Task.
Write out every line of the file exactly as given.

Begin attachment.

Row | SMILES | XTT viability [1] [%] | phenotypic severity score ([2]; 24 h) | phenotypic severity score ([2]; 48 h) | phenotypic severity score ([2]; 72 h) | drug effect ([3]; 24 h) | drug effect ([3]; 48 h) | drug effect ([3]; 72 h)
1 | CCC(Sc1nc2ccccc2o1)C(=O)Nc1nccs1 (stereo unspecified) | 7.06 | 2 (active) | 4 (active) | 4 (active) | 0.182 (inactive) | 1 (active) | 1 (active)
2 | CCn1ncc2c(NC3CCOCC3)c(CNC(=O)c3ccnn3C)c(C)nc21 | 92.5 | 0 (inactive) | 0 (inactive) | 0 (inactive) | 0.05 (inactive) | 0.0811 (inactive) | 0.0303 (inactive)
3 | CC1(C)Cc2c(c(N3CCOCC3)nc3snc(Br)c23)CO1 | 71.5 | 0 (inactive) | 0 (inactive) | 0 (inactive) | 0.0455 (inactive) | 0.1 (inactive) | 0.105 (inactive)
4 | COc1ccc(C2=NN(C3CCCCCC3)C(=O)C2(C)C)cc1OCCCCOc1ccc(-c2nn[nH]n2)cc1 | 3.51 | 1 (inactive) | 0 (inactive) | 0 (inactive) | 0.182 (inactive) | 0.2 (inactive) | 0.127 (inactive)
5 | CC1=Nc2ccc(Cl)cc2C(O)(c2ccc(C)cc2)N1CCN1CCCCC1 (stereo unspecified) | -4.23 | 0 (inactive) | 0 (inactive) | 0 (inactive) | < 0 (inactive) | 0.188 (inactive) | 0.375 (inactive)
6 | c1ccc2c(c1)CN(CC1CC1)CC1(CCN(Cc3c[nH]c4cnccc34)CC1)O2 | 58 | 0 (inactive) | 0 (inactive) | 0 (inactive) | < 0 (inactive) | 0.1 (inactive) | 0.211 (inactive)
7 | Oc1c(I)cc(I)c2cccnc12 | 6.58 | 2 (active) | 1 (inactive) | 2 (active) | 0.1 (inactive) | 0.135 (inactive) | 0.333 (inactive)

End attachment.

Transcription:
Row | SMILES | XTT viability [1] [%] | phenotypic severity score ([2]; 24 h) | phenotypic severity score ([2]; 48 h) | phenotypic severity score ([2]; 72 h) | drug effect ([3]; 24 h) | drug effect ([3]; 48 h) | drug effect ([3]; 72 h)
1 | CCC(Sc1nc2ccccc2o1)C(=O)Nc1nccs1 (stereo unspecified) | 7.06 | 2 (active) | 4 (active) | 4 (active) | 0.182 (inactive) | 1 (active) | 1 (active)
2 | CCn1ncc2c(NC3CCOCC3)c(CNC(=O)c3ccnn3C)c(C)nc21 | 92.5 | 0 (inactive) | 0 (inactive) | 0 (inactive) | 0.05 (inactive) | 0.0811 (inactive) | 0.0303 (inactive)
3 | CC1(C)Cc2c(c(N3CCOCC3)nc3snc(Br)c23)CO1 | 71.5 | 0 (inactive) | 0 (inactive) | 0 (inactive) | 0.0455 (inactive) | 0.1 (inactive) | 0.105 (inactive)
4 | COc1ccc(C2=NN(C3CCCCCC3)C(=O)C2(C)C)cc1OCCCCOc1ccc(-c2nn[nH]n2)cc1 | 3.51 | 1 (inactive) | 0 (inactive) | 0 (inactive) | 0.182 (inactive) | 0.2 (inactive) | 0.127 (inactive)
5 | CC1=Nc2ccc(Cl)cc2C(O)(c2ccc(C)cc2)N1CCN1CCCCC1 (stereo unspecified) | -4.23 | 0 (inactive) | 0 (inactive) | 0 (inactive) | < 0 (inactive) | 0.188 (inactive) | 0.375 (inactive)
6 | c1ccc2c(c1)CN(CC1CC1)CC1(CCN(Cc3c[nH]c4cnccc34)CC1)O2 | 58 | 0 (inactive) | 0 (inactive) | 0 (inactive) | < 0 (inactive) | 0.1 (inactive) | 0.211 (inactive)
7 | Oc1c(I)cc(I)c2cccnc12 | 6.58 | 2 (active) | 1 (inactive) | 2 (active) | 0.1 (inactive) | 0.135 (inactive) | 0.333 (inactive)